Speaking of which, I’m glad that Sonja finally got her benediction from St. Bethenny, the patron of vaginal polyps and unholy alliances. It does seem that Bethenny is going around the cast beefing one at a time with all the ladies (except her bestie Carole). When she forgives Sonja, it is sort of like when you really mess something up at work and you have an early meeting scheduled with your boss for the next morning and you go in trying to figure out how you’re going to pack up all your pictures and Happy Meal toys surrounding your terminal, but instead your boss is like, “That was really bad, but you’re just getting a formal warning,” and you sigh so deeply that you wet your underwear a little bit. That was what it was like when Sonja finally got her moment from Bethenny.
And the wheels on the bus turned round and round, and the women hurtled toward Uncasville, Connecticut, the wet tires sizzling the soaked pavement as the highway followed the sea and drew the women closer and closer to where they always intended to end up. The partition was raised and the driver sat tensely away from the women, unsure of what sort of backbiting and Skinny Girl Concoction drinking was happening behind him. He was thinking about his wife, Marlene, and how she went to her dentist’s office every day to clean people’s teeth and loved him unconditionally and never complained about the gross black caverns that she had to spelunk through every day. He thought about his daughters, Ashlee and Madison, so inappropriately named that they now call their youngest Maddy so that people at PTA meetings wouldn’t laugh at them. He didn’t want them to grow up without him. He wanted to see them at prom, graduation, their weddings, all of those dresses and intricate hairdos that he would have to pay for lined up in front of him, like the staccato lines on the road, whizzing underneath the bus’s carriage as it sang forward.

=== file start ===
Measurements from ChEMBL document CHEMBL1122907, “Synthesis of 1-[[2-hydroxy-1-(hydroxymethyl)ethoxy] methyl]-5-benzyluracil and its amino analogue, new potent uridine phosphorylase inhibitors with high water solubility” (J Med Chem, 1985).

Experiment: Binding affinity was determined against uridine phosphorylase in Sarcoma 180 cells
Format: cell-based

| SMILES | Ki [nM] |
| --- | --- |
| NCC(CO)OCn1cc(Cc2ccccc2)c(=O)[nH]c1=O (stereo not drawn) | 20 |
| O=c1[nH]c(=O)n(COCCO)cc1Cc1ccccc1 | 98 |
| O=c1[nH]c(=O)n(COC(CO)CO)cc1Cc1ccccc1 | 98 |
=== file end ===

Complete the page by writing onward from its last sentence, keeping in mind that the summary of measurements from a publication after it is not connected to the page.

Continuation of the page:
His mind racing, he eventually pulled up to a tollbooth and got into the short line, bringing the bus to a slow, controlled stop. He looked to his left and there was a state-police car next to him. He looked down on the driver and his partner and they made eye contact for a second. He thought about his girls and he thought about those cops and then he heard the click. He turned to the woman next to him and she had cocked back her gun and had it trained on him. “Don’t even think about it,” the redhead said. “You just keep driving. We have to get there before six.” He tensed his hands around the wheel, ten and two just like he was taught, and kept his eyes trained forward. Jill Zarin let her gun down a little bit as the driver switched on the windshield wipers and she stared at the tiny droplets being swept up into tributaries that ran down the glass while wondering if the drizzle would ever turn into rain.